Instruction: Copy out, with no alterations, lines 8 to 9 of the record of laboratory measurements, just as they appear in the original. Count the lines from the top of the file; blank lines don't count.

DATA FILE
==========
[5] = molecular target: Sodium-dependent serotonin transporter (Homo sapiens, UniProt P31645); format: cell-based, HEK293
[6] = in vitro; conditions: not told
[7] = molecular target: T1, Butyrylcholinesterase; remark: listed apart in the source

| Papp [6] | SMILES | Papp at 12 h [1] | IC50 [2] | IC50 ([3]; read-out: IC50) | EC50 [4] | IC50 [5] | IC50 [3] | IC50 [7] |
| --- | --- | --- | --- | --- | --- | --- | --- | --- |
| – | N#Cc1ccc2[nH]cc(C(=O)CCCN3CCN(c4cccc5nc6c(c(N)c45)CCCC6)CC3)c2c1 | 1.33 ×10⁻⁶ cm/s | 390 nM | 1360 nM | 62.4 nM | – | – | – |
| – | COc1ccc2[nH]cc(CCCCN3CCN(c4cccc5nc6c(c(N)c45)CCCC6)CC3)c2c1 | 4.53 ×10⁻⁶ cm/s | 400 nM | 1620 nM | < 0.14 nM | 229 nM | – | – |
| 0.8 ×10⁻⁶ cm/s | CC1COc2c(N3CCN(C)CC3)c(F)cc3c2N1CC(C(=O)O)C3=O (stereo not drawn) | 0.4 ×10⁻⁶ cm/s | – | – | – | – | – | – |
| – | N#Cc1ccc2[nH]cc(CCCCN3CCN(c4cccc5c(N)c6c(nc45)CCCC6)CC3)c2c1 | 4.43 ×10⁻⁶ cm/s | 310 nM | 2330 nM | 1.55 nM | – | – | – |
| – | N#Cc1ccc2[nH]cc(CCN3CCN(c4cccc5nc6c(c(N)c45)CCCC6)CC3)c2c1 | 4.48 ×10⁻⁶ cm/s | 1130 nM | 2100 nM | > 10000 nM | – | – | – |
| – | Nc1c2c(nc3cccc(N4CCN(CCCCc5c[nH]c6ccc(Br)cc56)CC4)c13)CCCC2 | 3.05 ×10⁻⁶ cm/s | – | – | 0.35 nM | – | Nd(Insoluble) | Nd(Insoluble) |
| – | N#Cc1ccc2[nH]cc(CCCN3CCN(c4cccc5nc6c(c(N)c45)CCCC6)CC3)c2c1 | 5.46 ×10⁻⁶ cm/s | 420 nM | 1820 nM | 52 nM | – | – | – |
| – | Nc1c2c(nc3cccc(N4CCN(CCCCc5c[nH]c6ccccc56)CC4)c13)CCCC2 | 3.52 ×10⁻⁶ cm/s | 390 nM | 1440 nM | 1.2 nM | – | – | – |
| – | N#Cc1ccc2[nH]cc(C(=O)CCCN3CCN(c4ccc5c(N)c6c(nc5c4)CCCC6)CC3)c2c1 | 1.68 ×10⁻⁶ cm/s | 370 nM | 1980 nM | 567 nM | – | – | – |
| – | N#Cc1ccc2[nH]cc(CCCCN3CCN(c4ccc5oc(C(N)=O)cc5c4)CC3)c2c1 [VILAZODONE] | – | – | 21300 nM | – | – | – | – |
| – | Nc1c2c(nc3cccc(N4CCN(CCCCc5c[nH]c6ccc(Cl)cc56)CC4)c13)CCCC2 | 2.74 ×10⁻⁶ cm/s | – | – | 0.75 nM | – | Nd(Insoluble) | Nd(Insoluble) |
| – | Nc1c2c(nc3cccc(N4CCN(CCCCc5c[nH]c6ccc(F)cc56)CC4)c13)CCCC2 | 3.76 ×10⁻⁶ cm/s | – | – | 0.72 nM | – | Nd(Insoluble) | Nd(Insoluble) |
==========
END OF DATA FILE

| 0.8 ×10⁻⁶ cm/s | CC1COc2c(N3CCN(C)CC3)c(F)cc3c2N1CC(C(=O)O)C3=O (stereo not drawn) | 0.4 ×10⁻⁶ cm/s | – | – | – | – | – | – |
| – | N#Cc1ccc2[nH]cc(CCCCN3CCN(c4cccc5c(N)c6c(nc45)CCCC6)CC3)c2c1 | 4.43 ×10⁻⁶ cm/s | 310 nM | 2330 nM | 1.55 nM | – | – | – |